Friday, 1 April 2016

Mulling it over part 2

As well as stunning landscape on Mull, you also get a really good selection of wildlife. There are 3 stars of the show in the island which most people want to see - otters, golden eagles and white-tailed sea-eagles. All 3 of them are present in good numbers and with the right local knowledge, a bit of luck and a fair bit of patience you can get some good sightings. Like everything to do with wildlife though nothing is guaranteed.
The hardest of all the 3 to find are otters. Although they are now relatively numerous and widespread in the UK, in most places they are very shy and quite nocturnal. On Mull though, they have to lost some of their wariness and can be seen at any time of day, more dependant upon the state of the tide. Having been there before and also knowing other people who go there a lot we had a fair idea of how and where to see them.
Over the 6 days we were on the island we saw otters on 5 occasions at two different locations - Penyghael and the shores of Loch na Keal near Ben More. Each time was at a relatively high tide and we saw the otters fishing vigorously.
The best sighting was at Loch na Keal, where on two occasions we had a mother and youngster fishing just off the beach.

The first sighting we had was as a result of a tip-off from two walkers who told us about two otters close to the shore nearby to where we were parked. A swift pouring away of a cup of coffee and a racing start to the car got us half a mile down the shore where we could see two otters about 50 yards out in the water.

Finally one, the mother, came up from a dive with what turned out to be a large crab in her mouth and she rapidly made her way to the shore, followed by her youngster squeaking excitedly in her wake!
She came up onto a rock where with a little bit of scuttling around we could get a sight of them. Otters are often easily spooked but we were probably 50 yards away still, downwind and they were very focused on the crab!

It didn't take long for them to totally dismember the crab and go back into the water.

The last we saw was the cub still pestering its mum for food before they did that classic otter trick of totally disappearing.
The others sightings were of a single otter, probably a dog otter as it looked a lot larger, again fishing but this time a lot further out so no photos worth showing. Overall though a very satisfactory set of sightings.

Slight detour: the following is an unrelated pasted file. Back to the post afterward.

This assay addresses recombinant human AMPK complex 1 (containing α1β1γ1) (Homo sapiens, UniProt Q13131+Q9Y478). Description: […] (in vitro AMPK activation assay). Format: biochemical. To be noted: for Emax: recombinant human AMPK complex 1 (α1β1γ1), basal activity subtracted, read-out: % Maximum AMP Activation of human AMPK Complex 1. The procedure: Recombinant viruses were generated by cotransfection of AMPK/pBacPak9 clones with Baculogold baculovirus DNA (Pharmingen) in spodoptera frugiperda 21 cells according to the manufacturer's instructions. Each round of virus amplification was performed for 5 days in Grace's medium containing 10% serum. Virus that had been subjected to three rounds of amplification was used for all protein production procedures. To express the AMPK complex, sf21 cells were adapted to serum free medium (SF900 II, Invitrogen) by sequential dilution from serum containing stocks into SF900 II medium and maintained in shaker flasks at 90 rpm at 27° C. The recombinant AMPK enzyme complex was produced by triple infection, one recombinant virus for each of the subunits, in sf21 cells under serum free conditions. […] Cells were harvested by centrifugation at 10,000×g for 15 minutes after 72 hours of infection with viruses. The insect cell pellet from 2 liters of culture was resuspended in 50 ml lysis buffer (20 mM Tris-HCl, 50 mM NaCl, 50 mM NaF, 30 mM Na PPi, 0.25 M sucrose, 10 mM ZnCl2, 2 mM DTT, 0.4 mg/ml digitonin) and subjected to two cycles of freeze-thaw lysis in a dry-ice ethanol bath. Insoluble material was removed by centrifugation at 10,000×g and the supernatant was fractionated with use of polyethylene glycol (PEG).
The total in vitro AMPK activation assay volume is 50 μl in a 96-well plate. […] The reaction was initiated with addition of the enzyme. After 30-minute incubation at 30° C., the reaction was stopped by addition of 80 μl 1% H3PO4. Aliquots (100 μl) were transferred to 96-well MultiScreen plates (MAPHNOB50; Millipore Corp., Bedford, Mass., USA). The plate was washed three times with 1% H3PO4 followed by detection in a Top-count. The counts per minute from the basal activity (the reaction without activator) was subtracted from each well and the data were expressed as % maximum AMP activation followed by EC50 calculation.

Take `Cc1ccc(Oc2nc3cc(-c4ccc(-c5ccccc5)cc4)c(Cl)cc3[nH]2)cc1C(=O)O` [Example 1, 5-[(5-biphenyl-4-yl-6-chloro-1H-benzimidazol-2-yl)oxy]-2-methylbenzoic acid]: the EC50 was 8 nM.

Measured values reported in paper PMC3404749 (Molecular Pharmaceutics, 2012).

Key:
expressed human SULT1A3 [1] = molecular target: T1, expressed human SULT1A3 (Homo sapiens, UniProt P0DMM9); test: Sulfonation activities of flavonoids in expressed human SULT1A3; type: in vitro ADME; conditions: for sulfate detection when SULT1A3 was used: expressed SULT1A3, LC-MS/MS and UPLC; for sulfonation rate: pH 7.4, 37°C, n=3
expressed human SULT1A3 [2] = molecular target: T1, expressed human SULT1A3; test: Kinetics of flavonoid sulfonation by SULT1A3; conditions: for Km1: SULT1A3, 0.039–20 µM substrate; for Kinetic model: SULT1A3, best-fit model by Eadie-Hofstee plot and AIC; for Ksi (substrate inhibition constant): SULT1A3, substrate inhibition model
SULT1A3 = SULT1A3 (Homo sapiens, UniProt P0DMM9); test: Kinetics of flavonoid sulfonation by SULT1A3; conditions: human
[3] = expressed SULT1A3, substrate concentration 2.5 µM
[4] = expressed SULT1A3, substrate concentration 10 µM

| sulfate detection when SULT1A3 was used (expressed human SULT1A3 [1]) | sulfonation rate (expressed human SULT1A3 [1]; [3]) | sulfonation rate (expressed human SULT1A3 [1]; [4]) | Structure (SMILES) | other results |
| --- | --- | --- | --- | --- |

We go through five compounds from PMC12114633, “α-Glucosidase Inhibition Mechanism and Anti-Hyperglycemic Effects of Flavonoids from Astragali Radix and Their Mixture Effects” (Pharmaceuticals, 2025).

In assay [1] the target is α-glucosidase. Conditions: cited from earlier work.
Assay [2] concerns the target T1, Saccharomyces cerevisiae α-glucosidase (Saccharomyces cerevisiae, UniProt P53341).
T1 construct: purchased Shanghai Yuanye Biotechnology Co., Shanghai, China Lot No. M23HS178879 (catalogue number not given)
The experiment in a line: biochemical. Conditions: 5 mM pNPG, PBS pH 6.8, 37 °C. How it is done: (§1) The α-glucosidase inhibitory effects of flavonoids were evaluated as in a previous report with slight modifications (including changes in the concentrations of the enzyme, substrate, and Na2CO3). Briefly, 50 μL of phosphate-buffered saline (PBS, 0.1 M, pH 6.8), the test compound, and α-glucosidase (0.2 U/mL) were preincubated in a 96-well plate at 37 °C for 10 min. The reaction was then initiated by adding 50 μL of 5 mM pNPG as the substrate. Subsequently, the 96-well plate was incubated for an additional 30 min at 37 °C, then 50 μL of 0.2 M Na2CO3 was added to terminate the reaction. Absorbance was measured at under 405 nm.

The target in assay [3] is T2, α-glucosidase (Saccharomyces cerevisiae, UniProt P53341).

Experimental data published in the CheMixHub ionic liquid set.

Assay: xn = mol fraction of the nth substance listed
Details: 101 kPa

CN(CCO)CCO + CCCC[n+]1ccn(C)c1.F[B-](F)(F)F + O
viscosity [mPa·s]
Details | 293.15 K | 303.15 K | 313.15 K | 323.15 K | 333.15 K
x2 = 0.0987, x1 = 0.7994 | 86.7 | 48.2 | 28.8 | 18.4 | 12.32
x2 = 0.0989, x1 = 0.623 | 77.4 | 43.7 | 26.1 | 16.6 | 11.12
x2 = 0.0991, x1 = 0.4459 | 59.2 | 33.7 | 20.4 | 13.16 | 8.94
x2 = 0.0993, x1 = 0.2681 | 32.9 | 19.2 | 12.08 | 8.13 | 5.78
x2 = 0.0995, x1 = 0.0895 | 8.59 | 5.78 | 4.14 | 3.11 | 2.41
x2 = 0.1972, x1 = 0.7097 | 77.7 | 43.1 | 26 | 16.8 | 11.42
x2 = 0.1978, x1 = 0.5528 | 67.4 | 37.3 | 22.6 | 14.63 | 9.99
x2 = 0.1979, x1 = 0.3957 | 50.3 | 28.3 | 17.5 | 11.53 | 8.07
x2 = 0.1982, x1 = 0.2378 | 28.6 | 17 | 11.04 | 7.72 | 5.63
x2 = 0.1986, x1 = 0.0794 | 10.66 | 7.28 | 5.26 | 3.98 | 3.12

Eagles were seen on virtually every day we were on the island, with at one point 5, probably golden, eagles all in the air at one time on the north west coast. Most of the time they were relatively distant fly-by's. At the start of the holiday you always take me tim to get your eye in, so to speak. "eagle" as a bird drifts past, "no, wait, it might be a buzzard", a crow comes up to pester it and the size difference is not great, "it's a buzzard". Eventually you realise that even at great distance eagles are MASSIVE and the mantra we stick to is "if you think its an eagle, it isn't, you'll know if it really is one".
This is a fairly typical first view you get, clearly a raptor, but which one.
Not a great photo but thus us the angle you need to start to identify them. Big birds, really square wings, almost like planks, with quite square ends. You can also see the wedge shape of the tail and with a bit of imagination the golden head - this is a classic golden eagle.

Compare this to the photos below.

Again you have a VERY large bird with very square wings, if anything even more plank-like, but the key feature to look for is the tail. It is a totally different shape, more rounded and this beautiful adult bird shows the characteristic white-tail, this making it the eponymous white-tailed sea-eagle.
We only once managed to get one not in the air, with this one sitting in a tree neat a nest site. Even at extreme range you could see how massive it was.
 Cropping in shows you a bit more detail around it's enormous yellowish bill. There were crows and buzzards mobbing it, which looked tiny in comparison, especially when it took off and drifted away from us over the hills.

Other birds present, and in some numbers, were the divers on the lochs. Mainly they were great-northerns but there was the occasional black-throated as well. They were just coming into breeding plumage as well, and on a couple of occasions we even heard the divers with their haunting call.

 We were also lucky to be on the island on the day the wheatears arrived. These birds are one of the classic harbingers of Spring, and for the first three days, not a one was seen. Then on Tuesday, suddenly, you couldn't move for them. They were everywhere, on the rocks, on the moors, giving song flights - lovely.

So, a really good weeks break. We got to see most, if not all, of what we wanted to see, the weather was generally kind to us and we ended up feeling much more relaxed and refreshed than when we went.